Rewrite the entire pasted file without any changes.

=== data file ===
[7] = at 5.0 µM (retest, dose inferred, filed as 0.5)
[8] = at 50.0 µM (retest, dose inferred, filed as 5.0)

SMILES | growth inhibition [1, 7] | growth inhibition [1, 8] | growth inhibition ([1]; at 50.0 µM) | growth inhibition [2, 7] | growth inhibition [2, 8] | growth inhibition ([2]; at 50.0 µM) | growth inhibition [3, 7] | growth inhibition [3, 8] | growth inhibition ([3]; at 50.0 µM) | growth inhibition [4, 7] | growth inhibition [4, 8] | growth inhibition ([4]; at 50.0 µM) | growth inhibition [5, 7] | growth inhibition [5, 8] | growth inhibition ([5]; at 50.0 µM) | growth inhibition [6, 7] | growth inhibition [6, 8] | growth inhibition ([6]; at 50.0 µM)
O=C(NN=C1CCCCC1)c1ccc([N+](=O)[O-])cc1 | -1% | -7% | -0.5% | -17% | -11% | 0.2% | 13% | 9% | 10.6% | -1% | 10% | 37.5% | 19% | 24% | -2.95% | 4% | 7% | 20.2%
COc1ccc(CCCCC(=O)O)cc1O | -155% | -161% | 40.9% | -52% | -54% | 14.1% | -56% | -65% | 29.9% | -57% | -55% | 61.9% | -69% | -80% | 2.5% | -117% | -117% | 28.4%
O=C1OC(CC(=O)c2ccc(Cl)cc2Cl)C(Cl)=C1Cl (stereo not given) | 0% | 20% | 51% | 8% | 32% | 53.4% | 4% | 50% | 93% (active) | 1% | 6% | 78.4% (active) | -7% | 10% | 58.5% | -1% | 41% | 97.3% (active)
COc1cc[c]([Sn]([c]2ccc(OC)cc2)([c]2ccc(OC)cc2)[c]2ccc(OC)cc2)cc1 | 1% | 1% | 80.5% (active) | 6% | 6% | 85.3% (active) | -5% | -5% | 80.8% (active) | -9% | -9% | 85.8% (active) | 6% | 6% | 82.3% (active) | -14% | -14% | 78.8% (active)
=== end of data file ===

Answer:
[7] = at 5.0 µM (retest, dose inferred, filed as 0.5)
[8] = at 50.0 µM (retest, dose inferred, filed as 5.0)

SMILES | growth inhibition [1, 7] | growth inhibition [1, 8] | growth inhibition ([1]; at 50.0 µM) | growth inhibition [2, 7] | growth inhibition [2, 8] | growth inhibition ([2]; at 50.0 µM) | growth inhibition [3, 7] | growth inhibition [3, 8] | growth inhibition ([3]; at 50.0 µM) | growth inhibition [4, 7] | growth inhibition [4, 8] | growth inhibition ([4]; at 50.0 µM) | growth inhibition [5, 7] | growth inhibition [5, 8] | growth inhibition ([5]; at 50.0 µM) | growth inhibition [6, 7] | growth inhibition [6, 8] | growth inhibition ([6]; at 50.0 µM)
O=C(NN=C1CCCCC1)c1ccc([N+](=O)[O-])cc1 | -1% | -7% | -0.5% | -17% | -11% | 0.2% | 13% | 9% | 10.6% | -1% | 10% | 37.5% | 19% | 24% | -2.95% | 4% | 7% | 20.2%
COc1ccc(CCCCC(=O)O)cc1O | -155% | -161% | 40.9% | -52% | -54% | 14.1% | -56% | -65% | 29.9% | -57% | -55% | 61.9% | -69% | -80% | 2.5% | -117% | -117% | 28.4%
O=C1OC(CC(=O)c2ccc(Cl)cc2Cl)C(Cl)=C1Cl (stereo not given) | 0% | 20% | 51% | 8% | 32% | 53.4% | 4% | 50% | 93% (active) | 1% | 6% | 78.4% (active) | -7% | 10% | 58.5% | -1% | 41% | 97.3% (active)
COc1cc[c]([Sn]([c]2ccc(OC)cc2)([c]2ccc(OC)cc2)[c]2ccc(OC)cc2)cc1 | 1% | 1% | 80.5% (active) | 6% | 6% | 85.3% (active) | -5% | -5% | 80.8% (active) | -9% | -9% | 85.8% (active) | 6% | 6% | 82.3% (active) | -14% | -14% | 78.8% (active)